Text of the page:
Once a liar, always a liar. The Islamic Republic of Iran has a bad reputation when it comes to transparency regarding its nuclear, allegedly peaceful, program. While former Director General (DG) of the International Atomic Energy Agency (IAEA) and 2005 Nobel Peace Prize winner (together with the IAEA) Mohamed ElBaradei knew his audience (and might have effectively prevented further military actions during his 12-year term), new DG Yukiya Amano has to explore himself how far he might go in making clear that Iran’s cooperation with the Agency is everything else than constructive and, on the other hand, avoid alarming and possibly misleading statements about well-known facts and allegations, which have plagued numerous DG reports on Iran in the past. There is a tremendous risk that discussions among the Board of Governors may lead to another referral of the case to the UN Security Council, with new sanctions (unlikely at the moment), even military attacks; just another full-scale disaster in the Middle East.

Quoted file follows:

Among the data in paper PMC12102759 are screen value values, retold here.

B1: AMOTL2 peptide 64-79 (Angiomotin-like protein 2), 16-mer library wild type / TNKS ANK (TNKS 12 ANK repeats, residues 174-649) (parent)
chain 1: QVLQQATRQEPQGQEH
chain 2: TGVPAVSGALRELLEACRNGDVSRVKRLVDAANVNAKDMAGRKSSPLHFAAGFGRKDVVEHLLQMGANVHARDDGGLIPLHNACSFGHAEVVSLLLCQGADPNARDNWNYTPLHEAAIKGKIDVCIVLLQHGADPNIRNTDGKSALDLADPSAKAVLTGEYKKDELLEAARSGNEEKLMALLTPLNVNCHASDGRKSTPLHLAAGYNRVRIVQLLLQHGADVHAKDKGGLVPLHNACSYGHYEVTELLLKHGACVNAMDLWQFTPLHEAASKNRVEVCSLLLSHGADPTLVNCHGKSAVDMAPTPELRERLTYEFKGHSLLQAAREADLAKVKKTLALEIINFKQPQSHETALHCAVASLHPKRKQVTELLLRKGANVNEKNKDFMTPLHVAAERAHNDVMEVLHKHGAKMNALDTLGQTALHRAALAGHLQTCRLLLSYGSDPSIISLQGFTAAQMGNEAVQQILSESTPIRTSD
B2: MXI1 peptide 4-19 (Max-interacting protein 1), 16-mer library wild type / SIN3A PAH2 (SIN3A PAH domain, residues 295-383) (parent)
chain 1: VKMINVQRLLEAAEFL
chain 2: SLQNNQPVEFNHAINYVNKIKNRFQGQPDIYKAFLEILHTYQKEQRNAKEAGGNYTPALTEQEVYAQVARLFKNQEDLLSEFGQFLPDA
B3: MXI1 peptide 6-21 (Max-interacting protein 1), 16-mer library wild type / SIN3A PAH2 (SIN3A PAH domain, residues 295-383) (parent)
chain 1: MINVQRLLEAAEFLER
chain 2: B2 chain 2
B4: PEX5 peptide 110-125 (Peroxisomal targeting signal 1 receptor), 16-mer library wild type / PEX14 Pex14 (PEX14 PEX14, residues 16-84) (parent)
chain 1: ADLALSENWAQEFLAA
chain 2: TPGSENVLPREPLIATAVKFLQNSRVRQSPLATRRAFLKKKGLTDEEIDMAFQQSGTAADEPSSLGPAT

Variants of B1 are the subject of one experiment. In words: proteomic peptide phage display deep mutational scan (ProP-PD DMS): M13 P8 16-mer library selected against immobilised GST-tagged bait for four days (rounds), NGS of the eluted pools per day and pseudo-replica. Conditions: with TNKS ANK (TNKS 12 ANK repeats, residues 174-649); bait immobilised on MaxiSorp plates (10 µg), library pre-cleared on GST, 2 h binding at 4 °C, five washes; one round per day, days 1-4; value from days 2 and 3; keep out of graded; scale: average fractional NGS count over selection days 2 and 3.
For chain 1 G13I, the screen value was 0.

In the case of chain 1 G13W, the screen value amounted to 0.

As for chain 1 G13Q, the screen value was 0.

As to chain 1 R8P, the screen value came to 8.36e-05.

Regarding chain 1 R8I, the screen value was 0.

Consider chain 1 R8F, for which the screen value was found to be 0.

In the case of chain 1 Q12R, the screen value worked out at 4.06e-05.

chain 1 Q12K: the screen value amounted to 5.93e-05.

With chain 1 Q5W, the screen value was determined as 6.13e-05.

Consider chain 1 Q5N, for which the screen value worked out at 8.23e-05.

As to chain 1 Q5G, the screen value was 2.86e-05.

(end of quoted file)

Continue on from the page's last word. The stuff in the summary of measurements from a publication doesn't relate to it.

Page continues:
While most mainstream media have welcomed Amano’s harsh criticism in his recent report, at least two of his issues are in fact rather questionable. First, he does not mention that Iran has asked for up to 20% enriched uranium for its research reactor in Tehran which produces medical isotopes. Only when negotiations with western powers about a possible swap of its low-enriched uranium failed, due to mutual lack of trust, Iran commenced enriching further itself. The report does not mention Iran’s request of June 2, 2009.
Second, the so-called alleged studies, i.e., the stolen laptop which the U.S. never provided to the alleged culprit Iran, including the ‘Green Salt project’, high explosive tests, and re-entry missiles, might not be resolved to the satisfaction of western powers. On the other hand, there is no news about it. It has been mentioned in each of the previous reports and the former DG has regularly demanded that the Unites States provide the IAEA and Iran with the full documentation.
Insofar can some parts of Ali Ashgar Soltanieh’s copious laments to the IAEA be apprehended. Others won’t. In contrast, Soltanieh’s “root cause of Iran’s confidence deficit vis-à-vis some western countries (the U.S., Germany, France, Eurodif) on assurances of nuclear fuel supply” may be considered a sober lesson for Amano in the old adage, once a liar, always a liar. It seems to be a mutual problem.
Whether it will help Iran to avert an imminent referral of the case to the UNSC is another story.
Last update March 5, 2010